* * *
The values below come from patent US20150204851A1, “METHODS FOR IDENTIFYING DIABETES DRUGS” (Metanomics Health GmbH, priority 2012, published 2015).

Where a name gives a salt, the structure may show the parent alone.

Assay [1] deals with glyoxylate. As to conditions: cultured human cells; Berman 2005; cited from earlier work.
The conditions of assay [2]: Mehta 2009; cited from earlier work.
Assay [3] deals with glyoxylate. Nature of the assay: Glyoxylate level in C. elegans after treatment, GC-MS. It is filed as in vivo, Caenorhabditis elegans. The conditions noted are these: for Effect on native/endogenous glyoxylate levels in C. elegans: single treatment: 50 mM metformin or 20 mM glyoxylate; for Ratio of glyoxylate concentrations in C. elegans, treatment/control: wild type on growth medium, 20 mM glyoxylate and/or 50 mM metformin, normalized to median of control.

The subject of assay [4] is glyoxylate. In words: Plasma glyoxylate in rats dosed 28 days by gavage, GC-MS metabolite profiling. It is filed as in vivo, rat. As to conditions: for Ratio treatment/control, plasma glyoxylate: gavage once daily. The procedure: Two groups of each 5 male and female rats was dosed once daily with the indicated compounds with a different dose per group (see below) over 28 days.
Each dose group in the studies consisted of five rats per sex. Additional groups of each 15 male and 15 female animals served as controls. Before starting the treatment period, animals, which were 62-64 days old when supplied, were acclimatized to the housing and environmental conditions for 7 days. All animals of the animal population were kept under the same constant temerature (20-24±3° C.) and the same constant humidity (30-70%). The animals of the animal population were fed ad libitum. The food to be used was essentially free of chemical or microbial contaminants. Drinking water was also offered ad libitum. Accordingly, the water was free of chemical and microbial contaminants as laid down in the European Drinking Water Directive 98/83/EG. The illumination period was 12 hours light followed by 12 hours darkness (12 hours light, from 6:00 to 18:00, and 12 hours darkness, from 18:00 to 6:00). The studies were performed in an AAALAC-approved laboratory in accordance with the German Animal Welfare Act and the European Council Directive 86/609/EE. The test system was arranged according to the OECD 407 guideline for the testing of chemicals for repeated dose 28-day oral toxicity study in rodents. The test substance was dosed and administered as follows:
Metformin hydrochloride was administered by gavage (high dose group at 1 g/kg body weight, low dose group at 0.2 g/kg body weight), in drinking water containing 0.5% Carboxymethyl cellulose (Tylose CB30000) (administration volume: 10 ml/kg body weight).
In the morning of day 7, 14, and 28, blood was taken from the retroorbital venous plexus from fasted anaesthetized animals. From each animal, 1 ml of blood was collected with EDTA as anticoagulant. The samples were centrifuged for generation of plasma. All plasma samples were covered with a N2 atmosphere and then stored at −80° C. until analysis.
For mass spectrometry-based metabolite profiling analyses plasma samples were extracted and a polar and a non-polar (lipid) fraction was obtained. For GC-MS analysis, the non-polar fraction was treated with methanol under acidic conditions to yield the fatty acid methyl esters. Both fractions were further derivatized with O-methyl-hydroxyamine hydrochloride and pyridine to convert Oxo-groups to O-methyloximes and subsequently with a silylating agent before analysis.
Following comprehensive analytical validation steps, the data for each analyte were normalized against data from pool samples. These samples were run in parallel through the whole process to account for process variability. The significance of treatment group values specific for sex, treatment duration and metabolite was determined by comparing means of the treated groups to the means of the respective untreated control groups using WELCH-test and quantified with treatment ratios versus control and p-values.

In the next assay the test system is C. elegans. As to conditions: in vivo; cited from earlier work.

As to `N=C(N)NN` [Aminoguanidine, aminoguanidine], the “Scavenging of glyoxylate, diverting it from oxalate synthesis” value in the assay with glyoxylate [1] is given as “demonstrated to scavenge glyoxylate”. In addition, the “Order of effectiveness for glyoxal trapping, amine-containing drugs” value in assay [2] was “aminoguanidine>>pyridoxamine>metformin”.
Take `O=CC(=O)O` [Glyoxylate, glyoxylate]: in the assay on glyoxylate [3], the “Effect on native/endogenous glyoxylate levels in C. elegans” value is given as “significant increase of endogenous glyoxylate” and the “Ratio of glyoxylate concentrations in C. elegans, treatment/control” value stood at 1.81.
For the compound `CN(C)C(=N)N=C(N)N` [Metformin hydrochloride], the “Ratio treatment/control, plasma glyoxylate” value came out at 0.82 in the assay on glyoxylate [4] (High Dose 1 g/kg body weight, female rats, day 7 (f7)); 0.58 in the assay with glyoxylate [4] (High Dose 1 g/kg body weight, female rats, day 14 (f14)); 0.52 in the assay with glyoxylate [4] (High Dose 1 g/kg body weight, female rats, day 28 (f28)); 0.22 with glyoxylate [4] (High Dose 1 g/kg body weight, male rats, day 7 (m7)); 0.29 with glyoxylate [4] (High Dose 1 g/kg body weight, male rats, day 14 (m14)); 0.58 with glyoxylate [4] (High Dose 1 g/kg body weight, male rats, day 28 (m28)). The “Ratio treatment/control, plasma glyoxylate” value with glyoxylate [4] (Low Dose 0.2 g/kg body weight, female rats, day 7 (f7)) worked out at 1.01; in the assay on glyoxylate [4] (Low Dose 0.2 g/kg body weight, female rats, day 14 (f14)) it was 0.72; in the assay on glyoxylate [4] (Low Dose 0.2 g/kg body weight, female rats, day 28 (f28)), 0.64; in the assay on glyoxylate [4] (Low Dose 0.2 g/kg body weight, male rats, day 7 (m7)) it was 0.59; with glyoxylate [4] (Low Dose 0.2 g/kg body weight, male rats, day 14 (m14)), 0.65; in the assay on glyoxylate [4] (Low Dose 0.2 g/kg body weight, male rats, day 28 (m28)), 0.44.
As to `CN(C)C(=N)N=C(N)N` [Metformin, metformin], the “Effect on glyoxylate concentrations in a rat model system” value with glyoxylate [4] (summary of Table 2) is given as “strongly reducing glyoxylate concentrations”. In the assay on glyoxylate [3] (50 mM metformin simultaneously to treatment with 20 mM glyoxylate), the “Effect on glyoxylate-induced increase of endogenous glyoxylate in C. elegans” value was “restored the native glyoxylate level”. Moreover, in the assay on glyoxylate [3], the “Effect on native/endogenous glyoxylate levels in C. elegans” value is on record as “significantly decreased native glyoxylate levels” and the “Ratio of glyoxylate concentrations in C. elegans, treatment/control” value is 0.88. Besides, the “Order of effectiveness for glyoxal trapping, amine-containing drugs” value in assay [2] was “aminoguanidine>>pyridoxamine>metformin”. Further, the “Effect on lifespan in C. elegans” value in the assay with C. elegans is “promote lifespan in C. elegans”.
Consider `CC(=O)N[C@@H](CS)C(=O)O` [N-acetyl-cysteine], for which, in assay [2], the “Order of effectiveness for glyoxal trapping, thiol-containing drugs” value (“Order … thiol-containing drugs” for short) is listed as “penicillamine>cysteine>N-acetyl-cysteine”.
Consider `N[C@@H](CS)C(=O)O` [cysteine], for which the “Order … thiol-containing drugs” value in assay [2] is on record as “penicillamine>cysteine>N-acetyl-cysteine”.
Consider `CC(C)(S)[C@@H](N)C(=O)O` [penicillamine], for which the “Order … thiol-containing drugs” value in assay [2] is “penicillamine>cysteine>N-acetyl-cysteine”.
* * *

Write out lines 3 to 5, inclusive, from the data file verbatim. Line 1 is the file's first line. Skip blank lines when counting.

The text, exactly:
Assay [1] deals with glyoxylate. As to conditions: cultured human cells; Berman 2005; cited from earlier work.
The conditions of assay [2]: Mehta 2009; cited from earlier work.
Assay [3] deals with glyoxylate. Nature of the assay: Glyoxylate level in C. elegans after treatment, GC-MS. It is filed as in vivo, Caenorhabditis elegans. The conditions noted are these: for Effect on native/endogenous glyoxylate levels in C. elegans: single treatment: 50 mM metformin or 20 mM glyoxylate; for Ratio of glyoxylate concentrations in C. elegans, treatment/control: wild type on growth medium, 20 mM glyoxylate and/or 50 mM metformin, normalized to median of control.